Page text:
Duncan was a Scots Traveller – Travellers that are a historically nomadic people, completely separate to Gypsy or Romany people, though they too experienced much prejudice. The seventh of sixteen children, he was widely reported to have been born in a bow tent by Loch Fyne in Argyll. Scots folklorist Hamish Henderson recorded that Duncan's mother was Betsy Townsley and that his "Travelling basketmaker and tinsmith" father was Jock Williamson. Both were unable to read or write, but they were steeped in the oral tradition of traveller lore. Piping, singing and storytelling were also in Duncan's genes and like many traveller families, they were Roman Catholics. Inevitably, he took to the road, finding agricultural work and learning horse-dealing while picking up songs and stories as he went, often overlaying the versions he knew with new ones to make them wholly his own, and that road fed in him the passions that were to drive his entire life.
Scots Travellers were known as the "Summer Walkers" in many parts earning money from seasonal work like freshwater pearl-fishing or berry-picking. In 1967 on one of his visits to his mother, Duncan met Helen Fullerton and she was able to tape some of his original poetry, songs and ballads. Helen in turn introduced him to collector Geordie MacIntyre and that led to further recordings. From then Williamson went on to international recognition. His books documenting traveller life and lore included “The Broonie, Silkies and Fairies: Travellers' Tales” (1985), “The Genie, the Fisherman and Other Tales from the Travelling People” (1991) and his highly recommended “Horsieman”. He recorded extensively, appearing most recently on “Travellers Tales, Volumes 1 and 2”, recorded by Mike Yates and released on his Kyloe label in 2002. Academic archives holding Williamson's work include the School of Scottish Studies at Edinburgh University, the Centre for Appalachian Studies and Services at East Tennessee State University, and the Scottish Storytelling Centre in Edinburgh.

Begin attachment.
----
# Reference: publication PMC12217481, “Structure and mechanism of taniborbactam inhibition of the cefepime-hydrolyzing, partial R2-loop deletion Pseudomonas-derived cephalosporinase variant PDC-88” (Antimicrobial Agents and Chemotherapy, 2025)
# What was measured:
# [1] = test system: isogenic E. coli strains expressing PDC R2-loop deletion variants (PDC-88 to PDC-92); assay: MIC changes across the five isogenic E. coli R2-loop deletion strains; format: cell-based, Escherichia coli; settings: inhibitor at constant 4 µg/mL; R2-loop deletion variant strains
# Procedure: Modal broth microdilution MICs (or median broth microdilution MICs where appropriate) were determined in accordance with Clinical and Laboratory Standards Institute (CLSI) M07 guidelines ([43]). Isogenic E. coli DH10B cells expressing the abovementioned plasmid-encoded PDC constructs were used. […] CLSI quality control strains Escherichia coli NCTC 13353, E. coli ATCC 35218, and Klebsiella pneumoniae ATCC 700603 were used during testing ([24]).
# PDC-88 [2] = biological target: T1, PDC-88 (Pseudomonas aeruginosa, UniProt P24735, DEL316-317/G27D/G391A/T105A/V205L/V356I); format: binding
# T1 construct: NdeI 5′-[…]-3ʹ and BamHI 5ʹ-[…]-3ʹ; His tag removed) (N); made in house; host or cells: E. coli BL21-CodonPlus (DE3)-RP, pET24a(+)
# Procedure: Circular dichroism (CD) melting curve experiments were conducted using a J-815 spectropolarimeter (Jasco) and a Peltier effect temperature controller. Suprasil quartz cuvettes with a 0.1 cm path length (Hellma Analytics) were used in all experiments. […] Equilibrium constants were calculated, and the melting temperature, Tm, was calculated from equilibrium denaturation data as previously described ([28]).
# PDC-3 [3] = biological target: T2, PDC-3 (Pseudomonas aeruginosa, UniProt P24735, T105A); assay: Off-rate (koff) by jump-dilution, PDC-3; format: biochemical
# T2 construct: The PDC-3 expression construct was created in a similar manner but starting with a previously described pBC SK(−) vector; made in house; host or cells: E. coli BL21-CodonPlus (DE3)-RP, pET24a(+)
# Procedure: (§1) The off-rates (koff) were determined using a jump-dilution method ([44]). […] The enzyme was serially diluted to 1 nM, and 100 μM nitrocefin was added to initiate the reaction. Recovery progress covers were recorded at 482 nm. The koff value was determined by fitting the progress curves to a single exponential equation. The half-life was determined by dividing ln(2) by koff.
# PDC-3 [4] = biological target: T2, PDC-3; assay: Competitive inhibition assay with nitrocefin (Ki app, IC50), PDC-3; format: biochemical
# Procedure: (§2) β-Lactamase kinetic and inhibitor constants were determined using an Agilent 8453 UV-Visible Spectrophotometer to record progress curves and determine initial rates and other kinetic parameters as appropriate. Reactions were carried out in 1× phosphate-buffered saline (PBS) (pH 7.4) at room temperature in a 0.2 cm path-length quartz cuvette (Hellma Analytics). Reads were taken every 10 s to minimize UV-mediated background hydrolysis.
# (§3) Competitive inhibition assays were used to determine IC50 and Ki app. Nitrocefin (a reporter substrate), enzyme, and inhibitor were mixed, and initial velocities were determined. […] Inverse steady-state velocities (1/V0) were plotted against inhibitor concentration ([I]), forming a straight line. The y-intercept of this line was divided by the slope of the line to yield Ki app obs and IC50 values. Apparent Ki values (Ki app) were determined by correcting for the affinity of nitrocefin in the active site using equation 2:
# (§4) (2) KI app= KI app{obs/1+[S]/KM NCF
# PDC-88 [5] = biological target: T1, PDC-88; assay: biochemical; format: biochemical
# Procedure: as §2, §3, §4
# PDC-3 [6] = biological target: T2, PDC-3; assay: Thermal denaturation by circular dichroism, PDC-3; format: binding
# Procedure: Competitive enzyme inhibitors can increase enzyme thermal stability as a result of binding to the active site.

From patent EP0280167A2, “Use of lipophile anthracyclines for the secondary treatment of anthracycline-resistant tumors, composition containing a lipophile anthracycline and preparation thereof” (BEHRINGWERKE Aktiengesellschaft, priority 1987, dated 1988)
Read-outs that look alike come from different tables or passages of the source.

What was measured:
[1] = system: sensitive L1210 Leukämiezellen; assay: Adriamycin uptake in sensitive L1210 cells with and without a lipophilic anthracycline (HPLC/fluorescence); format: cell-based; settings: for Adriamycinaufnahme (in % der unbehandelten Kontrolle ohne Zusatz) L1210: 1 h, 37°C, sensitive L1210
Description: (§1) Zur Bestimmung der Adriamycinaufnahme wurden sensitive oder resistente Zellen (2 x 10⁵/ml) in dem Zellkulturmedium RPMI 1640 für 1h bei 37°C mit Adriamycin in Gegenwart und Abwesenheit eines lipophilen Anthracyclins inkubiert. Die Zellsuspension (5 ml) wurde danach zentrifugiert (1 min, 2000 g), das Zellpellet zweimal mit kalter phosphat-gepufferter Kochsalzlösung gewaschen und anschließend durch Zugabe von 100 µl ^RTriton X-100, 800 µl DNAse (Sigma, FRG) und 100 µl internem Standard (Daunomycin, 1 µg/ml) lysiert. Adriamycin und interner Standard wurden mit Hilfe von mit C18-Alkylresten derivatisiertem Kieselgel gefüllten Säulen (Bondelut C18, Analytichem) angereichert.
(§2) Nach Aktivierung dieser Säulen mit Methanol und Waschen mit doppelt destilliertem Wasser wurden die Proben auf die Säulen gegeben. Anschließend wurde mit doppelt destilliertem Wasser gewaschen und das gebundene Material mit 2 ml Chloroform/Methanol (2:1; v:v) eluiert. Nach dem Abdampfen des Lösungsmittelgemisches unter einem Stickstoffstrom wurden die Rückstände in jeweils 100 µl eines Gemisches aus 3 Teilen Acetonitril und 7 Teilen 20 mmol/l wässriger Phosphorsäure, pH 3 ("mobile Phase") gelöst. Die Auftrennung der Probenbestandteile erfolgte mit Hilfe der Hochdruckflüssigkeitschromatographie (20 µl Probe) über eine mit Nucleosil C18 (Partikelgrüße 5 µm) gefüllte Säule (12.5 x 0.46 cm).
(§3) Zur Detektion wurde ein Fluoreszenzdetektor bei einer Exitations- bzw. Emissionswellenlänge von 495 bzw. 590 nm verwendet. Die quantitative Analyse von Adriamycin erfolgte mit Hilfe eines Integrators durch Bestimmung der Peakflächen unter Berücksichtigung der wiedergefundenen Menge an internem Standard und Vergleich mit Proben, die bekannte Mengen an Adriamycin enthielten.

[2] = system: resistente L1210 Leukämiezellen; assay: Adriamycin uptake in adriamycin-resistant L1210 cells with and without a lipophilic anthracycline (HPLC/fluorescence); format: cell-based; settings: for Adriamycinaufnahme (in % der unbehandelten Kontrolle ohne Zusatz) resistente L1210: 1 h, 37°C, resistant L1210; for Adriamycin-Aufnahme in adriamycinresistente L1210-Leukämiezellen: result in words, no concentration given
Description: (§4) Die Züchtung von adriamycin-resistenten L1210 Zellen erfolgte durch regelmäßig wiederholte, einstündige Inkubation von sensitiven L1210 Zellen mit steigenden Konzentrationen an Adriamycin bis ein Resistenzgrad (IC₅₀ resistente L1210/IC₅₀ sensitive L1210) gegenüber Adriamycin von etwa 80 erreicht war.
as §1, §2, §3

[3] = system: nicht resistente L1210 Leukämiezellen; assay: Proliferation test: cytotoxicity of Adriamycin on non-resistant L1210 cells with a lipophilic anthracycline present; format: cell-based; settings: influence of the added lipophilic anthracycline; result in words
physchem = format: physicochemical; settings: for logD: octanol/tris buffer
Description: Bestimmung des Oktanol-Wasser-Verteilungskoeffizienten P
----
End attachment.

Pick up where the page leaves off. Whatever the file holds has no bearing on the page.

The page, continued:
JESS SMITH tells us :-
“Duncan as an ambassador for Travellers was the best! Many people (and this is true) had never heard of our culture until they'd heard Duncan tell a tale and sing a song. Like Betsy Whyte’s 'Yellow on the Broom', he opened a door into our world; a place governments’ have constantly refused to recognise and according to settled people, where the Bogey man lives! A different world where parents are revered, children adored and animals treated as individuals. Respect towards others is slipped into our men's minds before the foot to polished shoe; honest decent people. Duncan has shown many people that side of us and that is why his name will live on. He will always be remembered with fondness. My only regret is that the academics who are waiting like vultures to take his works and put their slant to them will dissect the man in text books; removing his individuality. Although a world stage performer, Duncan was at his best in small gatherings, a round the fire man where his facial expressions and sea blue eyes brought life to his tales. A fine man who got a great deal of mileage from his frame of 80 years!”